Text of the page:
While explaining the timeline of JavaScript, Shawn Wang comes to an interesting point: that we just started a period that could later be referred to as the Third Age of JavaScript. 

By Shawn Wang (AKA swyx)

The Story So Far

The first age of JS, from 1997-2007, started with a bang and ended with a whimper. You all know Brendan Eich’s story, and perhaps it is less known how the ES4 effort faltered amidst strong competition from closed ecosystems like Flash/Actionscript. The full origin story of JS is better told by its principal authors, Brendan Eich and Allen Wirfs-Brock, in JavaScript: The First 20 Years.

The second age of JS, from 2009-2019, started with the annus mirabilis of 2009, where npm, Node.js, and ES5 were born. With Doug Crockford showing us its good parts, users built a whole host of JS Build Tools and libraries, and extended JS’ reach to both desktop and new fangled smart phones. Towards 2019 we even saw the emergence of specialized runtimes for JS on phones like Facebook’s Hermes as well as compiler first frontend frameworks like Svelte 3.

The Third Age

2020 feels like the start of a new Age. If the First Age was about building out a language, and the Second Age was about users exploring and expanding the language, the Third Age is about clearing away legacy assumptions and collapsing layers of tooling.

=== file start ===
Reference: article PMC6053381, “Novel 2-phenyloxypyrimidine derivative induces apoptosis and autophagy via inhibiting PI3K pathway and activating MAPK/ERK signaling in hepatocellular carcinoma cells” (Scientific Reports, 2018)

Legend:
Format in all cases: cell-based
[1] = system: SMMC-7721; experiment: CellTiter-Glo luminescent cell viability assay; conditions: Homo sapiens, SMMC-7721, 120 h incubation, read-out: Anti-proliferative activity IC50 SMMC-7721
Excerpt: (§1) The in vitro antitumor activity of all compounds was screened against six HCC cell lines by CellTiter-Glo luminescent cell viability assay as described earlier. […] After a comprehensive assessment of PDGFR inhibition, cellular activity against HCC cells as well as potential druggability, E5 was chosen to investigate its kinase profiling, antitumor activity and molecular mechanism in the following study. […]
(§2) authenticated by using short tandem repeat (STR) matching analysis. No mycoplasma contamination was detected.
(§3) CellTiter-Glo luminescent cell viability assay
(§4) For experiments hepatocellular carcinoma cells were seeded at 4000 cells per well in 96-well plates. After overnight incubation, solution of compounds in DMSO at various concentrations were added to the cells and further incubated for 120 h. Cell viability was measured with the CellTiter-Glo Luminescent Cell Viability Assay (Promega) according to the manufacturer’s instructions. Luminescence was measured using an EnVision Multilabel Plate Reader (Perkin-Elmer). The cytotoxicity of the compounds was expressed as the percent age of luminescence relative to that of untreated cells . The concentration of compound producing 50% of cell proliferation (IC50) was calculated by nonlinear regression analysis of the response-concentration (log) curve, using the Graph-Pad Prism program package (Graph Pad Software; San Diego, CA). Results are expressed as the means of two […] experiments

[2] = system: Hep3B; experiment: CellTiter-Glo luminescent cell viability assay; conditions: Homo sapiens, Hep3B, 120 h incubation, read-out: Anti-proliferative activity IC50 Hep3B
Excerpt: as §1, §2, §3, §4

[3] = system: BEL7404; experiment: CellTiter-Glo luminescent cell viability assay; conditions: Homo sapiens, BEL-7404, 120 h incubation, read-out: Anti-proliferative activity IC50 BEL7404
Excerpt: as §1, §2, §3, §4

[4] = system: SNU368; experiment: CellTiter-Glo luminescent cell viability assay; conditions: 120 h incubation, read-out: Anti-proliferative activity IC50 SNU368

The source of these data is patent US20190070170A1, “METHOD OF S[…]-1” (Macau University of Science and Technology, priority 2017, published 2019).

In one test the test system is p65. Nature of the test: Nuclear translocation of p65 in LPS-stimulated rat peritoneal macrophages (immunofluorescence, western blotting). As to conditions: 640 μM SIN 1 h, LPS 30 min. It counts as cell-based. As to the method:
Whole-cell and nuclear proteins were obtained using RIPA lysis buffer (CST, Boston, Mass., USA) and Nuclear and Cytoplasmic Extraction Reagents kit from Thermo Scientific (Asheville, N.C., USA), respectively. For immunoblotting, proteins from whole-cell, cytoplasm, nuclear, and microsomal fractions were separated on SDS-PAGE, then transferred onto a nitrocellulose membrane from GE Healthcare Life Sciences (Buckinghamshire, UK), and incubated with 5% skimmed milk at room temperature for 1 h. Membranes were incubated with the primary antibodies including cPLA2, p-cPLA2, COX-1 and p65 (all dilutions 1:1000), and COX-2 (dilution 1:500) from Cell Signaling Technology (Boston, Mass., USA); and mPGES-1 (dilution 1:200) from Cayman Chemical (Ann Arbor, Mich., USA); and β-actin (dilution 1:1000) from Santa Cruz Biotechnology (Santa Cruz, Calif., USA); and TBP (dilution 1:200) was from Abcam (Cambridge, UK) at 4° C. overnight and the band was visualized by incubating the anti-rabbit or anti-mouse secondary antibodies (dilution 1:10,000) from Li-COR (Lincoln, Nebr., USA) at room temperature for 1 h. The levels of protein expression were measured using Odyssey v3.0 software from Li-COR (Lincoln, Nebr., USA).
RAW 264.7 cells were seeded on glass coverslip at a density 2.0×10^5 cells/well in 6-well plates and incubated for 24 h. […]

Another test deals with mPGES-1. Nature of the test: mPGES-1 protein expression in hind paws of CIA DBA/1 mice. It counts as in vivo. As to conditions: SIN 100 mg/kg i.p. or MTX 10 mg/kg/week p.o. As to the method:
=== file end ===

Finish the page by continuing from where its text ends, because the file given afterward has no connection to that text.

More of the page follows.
The main legacy assumption being cleared away is the JS ecosystem’s reliance on CommonJS, which evolved as a series of compromises. Its replacement, ES Modules, has been waiting in the wings for a while, but lacked the momentum to truly take a leap because existing tooling was slow but “good enough”. On the frontend, modern browsers are equipped to handle these in small amounts too, but important details haven’t yet been resolved. The Pika/Snowpack project is positioned to accelerate this future by providing a facade that can disappear as ES Modules get worked out. As a final bonus, IE11 will begin its slow march to end of life starting this year and ending in 2029.

The other assumption going away is that JavaScript tools must be built in JavaScript. The potential for type safety and 10x-100x performance speedup in hot paths is too great to ignore. The “for JS in JS” ideal was chipped away with the near complete takeover of JavaScript by TypeScript and now Deno and Relay are proving that people will learn Rust to contribute to core JS tools. Brandon Dail predicts this conversion will be done by 2023. We will continue to write JavaScript and TypeScript for the majority of surrounding tooling where approachability outweighs performance. Where we used to think about “Functional Core, Imperative Shell”, we are now moving to “Systems Core, Scripting Shell”.

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